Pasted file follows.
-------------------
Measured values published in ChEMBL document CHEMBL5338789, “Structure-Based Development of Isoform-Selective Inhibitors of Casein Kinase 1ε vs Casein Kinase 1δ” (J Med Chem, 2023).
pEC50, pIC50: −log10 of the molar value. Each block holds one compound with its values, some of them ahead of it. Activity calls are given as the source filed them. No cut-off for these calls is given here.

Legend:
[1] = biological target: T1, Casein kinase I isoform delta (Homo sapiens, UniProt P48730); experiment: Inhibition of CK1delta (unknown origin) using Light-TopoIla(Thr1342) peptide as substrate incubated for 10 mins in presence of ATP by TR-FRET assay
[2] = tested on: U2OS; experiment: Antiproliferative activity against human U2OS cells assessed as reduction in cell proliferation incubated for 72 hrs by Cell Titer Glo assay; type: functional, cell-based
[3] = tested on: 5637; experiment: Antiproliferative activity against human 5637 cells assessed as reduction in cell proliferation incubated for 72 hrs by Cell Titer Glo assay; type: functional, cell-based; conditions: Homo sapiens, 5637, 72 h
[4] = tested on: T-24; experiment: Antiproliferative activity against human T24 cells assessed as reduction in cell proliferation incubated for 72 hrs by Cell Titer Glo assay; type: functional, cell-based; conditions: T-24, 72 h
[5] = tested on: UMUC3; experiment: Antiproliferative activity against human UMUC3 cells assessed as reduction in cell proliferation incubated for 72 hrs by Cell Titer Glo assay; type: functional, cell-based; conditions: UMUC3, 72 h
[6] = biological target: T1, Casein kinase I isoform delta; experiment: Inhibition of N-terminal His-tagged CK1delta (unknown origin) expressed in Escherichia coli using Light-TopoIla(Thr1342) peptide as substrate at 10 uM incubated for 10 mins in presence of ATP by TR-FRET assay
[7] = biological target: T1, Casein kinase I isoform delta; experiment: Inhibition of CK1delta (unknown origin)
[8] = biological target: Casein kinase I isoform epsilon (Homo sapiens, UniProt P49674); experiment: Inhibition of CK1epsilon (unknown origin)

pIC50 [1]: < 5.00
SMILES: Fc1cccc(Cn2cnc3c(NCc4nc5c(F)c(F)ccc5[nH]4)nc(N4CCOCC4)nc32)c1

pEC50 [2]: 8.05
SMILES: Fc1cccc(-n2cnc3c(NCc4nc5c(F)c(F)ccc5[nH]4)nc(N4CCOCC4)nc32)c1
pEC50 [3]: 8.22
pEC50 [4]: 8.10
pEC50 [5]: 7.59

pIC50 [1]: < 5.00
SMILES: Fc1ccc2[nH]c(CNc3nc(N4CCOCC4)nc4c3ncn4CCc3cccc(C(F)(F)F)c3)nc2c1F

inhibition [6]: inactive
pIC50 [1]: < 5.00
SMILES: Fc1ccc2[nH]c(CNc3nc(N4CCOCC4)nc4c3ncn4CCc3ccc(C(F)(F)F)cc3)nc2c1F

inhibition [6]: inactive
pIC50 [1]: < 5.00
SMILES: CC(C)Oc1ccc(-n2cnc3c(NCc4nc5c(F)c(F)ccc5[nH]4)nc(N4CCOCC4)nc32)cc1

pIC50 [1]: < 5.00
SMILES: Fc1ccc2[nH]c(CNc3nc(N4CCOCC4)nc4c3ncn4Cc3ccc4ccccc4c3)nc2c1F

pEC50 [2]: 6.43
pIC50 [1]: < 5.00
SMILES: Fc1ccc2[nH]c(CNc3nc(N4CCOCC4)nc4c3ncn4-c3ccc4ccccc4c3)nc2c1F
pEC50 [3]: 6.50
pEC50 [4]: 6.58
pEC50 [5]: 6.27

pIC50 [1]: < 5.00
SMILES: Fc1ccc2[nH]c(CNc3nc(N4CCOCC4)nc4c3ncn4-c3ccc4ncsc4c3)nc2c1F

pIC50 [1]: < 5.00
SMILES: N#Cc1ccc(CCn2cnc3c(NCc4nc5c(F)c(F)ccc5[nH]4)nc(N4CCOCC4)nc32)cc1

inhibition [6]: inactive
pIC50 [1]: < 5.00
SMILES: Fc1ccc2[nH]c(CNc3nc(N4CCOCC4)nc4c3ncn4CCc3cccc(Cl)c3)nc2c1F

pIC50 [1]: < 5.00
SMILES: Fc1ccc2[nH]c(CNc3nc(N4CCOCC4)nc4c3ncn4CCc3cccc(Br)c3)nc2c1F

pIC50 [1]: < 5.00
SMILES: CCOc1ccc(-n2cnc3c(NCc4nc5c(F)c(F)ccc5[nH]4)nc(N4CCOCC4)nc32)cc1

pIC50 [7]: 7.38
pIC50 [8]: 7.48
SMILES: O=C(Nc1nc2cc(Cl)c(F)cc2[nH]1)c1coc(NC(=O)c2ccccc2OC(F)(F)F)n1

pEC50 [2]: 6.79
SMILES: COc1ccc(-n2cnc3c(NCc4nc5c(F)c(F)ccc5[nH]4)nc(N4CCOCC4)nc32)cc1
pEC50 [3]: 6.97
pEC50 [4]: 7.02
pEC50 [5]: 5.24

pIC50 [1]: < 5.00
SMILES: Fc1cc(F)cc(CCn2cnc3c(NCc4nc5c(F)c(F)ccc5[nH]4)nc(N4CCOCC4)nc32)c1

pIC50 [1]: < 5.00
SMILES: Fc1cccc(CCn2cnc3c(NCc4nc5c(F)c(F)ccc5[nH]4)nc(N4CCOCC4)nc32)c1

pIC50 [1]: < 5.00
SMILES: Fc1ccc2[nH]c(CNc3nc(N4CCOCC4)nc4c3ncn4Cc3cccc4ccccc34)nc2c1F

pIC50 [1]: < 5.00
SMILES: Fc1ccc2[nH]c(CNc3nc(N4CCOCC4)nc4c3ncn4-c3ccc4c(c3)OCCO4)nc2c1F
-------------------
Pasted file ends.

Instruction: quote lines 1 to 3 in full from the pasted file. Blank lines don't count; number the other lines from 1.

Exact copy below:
Measured values published in ChEMBL document CHEMBL5338789, “Structure-Based Development of Isoform-Selective Inhibitors of Casein Kinase 1ε vs Casein Kinase 1δ” (J Med Chem, 2023).
pEC50, pIC50: −log10 of the molar value. Each block holds one compound with its values, some of them ahead of it. Activity calls are given as the source filed them. No cut-off for these calls is given here.

Legend: